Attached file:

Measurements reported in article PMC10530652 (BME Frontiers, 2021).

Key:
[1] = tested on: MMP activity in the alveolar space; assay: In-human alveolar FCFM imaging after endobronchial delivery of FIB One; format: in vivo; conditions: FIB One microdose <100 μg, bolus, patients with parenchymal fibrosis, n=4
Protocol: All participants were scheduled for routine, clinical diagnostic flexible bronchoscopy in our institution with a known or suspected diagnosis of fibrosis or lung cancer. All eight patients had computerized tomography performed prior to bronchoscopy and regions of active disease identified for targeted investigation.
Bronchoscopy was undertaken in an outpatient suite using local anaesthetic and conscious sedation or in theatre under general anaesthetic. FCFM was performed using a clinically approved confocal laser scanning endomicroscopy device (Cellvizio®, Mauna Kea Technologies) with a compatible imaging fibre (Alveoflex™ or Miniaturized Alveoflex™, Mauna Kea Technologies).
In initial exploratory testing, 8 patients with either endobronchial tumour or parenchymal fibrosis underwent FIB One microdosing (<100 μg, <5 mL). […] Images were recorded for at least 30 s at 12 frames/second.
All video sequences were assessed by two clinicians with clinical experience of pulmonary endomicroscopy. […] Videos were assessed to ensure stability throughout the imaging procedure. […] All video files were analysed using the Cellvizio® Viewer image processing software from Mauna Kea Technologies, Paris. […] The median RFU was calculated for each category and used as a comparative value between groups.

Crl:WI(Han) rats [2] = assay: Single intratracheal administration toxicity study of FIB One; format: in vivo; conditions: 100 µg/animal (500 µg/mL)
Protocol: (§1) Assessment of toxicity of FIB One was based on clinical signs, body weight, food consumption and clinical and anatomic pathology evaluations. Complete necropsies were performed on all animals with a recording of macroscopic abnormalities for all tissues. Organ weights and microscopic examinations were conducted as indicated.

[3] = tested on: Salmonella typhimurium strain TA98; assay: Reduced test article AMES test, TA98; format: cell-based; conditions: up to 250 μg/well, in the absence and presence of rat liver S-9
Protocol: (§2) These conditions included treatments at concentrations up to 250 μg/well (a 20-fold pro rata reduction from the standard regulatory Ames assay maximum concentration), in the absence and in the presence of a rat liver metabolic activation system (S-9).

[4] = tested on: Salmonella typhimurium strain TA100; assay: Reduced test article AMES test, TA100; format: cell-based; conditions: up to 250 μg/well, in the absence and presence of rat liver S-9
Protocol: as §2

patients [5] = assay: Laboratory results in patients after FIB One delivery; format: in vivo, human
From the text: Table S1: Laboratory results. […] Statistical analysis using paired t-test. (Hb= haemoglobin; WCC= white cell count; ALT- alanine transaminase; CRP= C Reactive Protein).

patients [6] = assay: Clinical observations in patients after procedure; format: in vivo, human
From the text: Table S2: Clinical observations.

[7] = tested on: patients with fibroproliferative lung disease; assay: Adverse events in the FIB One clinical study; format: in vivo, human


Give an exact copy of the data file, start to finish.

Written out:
Measurements reported in article PMC10530652 (BME Frontiers, 2021).

Key:
[1] = tested on: MMP activity in the alveolar space; assay: In-human alveolar FCFM imaging after endobronchial delivery of FIB One; format: in vivo; conditions: FIB One microdose <100 μg, bolus, patients with parenchymal fibrosis, n=4
Protocol: All participants were scheduled for routine, clinical diagnostic flexible bronchoscopy in our institution with a known or suspected diagnosis of fibrosis or lung cancer. All eight patients had computerized tomography performed prior to bronchoscopy and regions of active disease identified for targeted investigation.
Bronchoscopy was undertaken in an outpatient suite using local anaesthetic and conscious sedation or in theatre under general anaesthetic. FCFM was performed using a clinically approved confocal laser scanning endomicroscopy device (Cellvizio®, Mauna Kea Technologies) with a compatible imaging fibre (Alveoflex™ or Miniaturized Alveoflex™, Mauna Kea Technologies).
In initial exploratory testing, 8 patients with either endobronchial tumour or parenchymal fibrosis underwent FIB One microdosing (<100 μg, <5 mL). […] Images were recorded for at least 30 s at 12 frames/second.
All video sequences were assessed by two clinicians with clinical experience of pulmonary endomicroscopy. […] Videos were assessed to ensure stability throughout the imaging procedure. […] All video files were analysed using the Cellvizio® Viewer image processing software from Mauna Kea Technologies, Paris. […] The median RFU was calculated for each category and used as a comparative value between groups.

Crl:WI(Han) rats [2] = assay: Single intratracheal administration toxicity study of FIB One; format: in vivo; conditions: 100 µg/animal (500 µg/mL)
Protocol: (§1) Assessment of toxicity of FIB One was based on clinical signs, body weight, food consumption and clinical and anatomic pathology evaluations. Complete necropsies were performed on all animals with a recording of macroscopic abnormalities for all tissues. Organ weights and microscopic examinations were conducted as indicated.

[3] = tested on: Salmonella typhimurium strain TA98; assay: Reduced test article AMES test, TA98; format: cell-based; conditions: up to 250 μg/well, in the absence and presence of rat liver S-9
Protocol: (§2) These conditions included treatments at concentrations up to 250 μg/well (a 20-fold pro rata reduction from the standard regulatory Ames assay maximum concentration), in the absence and in the presence of a rat liver metabolic activation system (S-9).

[4] = tested on: Salmonella typhimurium strain TA100; assay: Reduced test article AMES test, TA100; format: cell-based; conditions: up to 250 μg/well, in the absence and presence of rat liver S-9
Protocol: as §2

patients [5] = assay: Laboratory results in patients after FIB One delivery; format: in vivo, human
From the text: Table S1: Laboratory results. […] Statistical analysis using paired t-test. (Hb= haemoglobin; WCC= white cell count; ALT- alanine transaminase; CRP= C Reactive Protein).

patients [6] = assay: Clinical observations in patients after procedure; format: in vivo, human
From the text: Table S2: Clinical observations.

[7] = tested on: patients with fibroproliferative lung disease; assay: Adverse events in the FIB One clinical study; format: in vivo, human